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Their discussion followed an exchange in which President Trump was asked whether he would stop using that type of phrasing. Some, like Rep. Ilhan Omar, D-Minn., have suggested that it was inappropriate to tie the virus to a particular country -- including where it originated.
Trump has defended the phrasing, arguing that China was blaming the U.S. military for the virus.
Co-host Sunny Hostin said the phrasing made her uncomfortable.
"I don't think when the swine flu ... originated here in the United States, we didn't hear people saying this is the American swine flu," she said.
Co-host Meghan McCain said she had no problem with calling out China.
"I don't have a problem with people calling it whatever they want. It's a deadly virus that did originate in Wuhan. I don't have a problem with it," McCain said.
"And I think that China -- had they acted right away and we had more access to information, maybe it wouldn't have gotten to the place where it is."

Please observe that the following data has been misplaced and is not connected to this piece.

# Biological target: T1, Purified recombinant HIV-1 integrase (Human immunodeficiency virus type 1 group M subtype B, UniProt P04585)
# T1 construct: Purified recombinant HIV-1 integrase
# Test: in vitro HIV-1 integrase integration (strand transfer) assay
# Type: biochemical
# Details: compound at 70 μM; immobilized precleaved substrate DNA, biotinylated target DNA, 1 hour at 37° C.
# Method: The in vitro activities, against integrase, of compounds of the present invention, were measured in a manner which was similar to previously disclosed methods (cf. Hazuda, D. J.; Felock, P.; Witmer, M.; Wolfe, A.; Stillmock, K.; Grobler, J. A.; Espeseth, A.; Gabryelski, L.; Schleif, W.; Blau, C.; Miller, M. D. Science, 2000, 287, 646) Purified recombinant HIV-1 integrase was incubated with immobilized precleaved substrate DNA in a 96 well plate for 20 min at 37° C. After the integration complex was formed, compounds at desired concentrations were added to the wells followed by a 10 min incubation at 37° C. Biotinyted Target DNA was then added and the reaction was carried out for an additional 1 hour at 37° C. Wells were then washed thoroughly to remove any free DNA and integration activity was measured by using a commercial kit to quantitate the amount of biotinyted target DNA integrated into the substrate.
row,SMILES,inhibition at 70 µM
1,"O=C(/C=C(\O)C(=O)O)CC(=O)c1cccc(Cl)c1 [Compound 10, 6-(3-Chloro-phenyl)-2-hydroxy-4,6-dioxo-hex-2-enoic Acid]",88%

Amid some crosstalk from co-host Whoopi Goldberg, McCain said: "We have the luxury right now to be arguing about verbiage versus people that are actually dying and on ventilators."
She added that while she didn't support racial targeting, she didn't think the U.S. should let China off the hook for its role in spreading the virus.
Goldberg and Hostin tried responding, prompting McCain to claim they were yelling at her. "I can't telling who's yelling at me first," she said.
"No no, no one's yelling right now. I'm just trying to make sure you can hear me," said Goldberg, who wasn't in studio that day. She and Hostin worried that Trump's phrasing would prompt discrimination against certain groups of people.
When guest host Dan Abrams weighed in, he suggested that liberals would turn away voters if they kept focusing on politically correct phrasing before the election.
"This is one of these issues that I think in particular, if many on the left get too focused on, Trump's going to win on this," Abrams said. "The bottom line is the vast majority of Americans are going to say, 'tell me what to do on coronavirus, I care about this virus. It matters' ... but if people start focusing on what is he calling [it], he's calling it the Chinese virus versus the coronavirus. Look, do I think he should be calling it the Chinese virus? No. But I think it's a losing argument for the left to make because I think the vast majority of Americans are going to say, 'Who cares?'"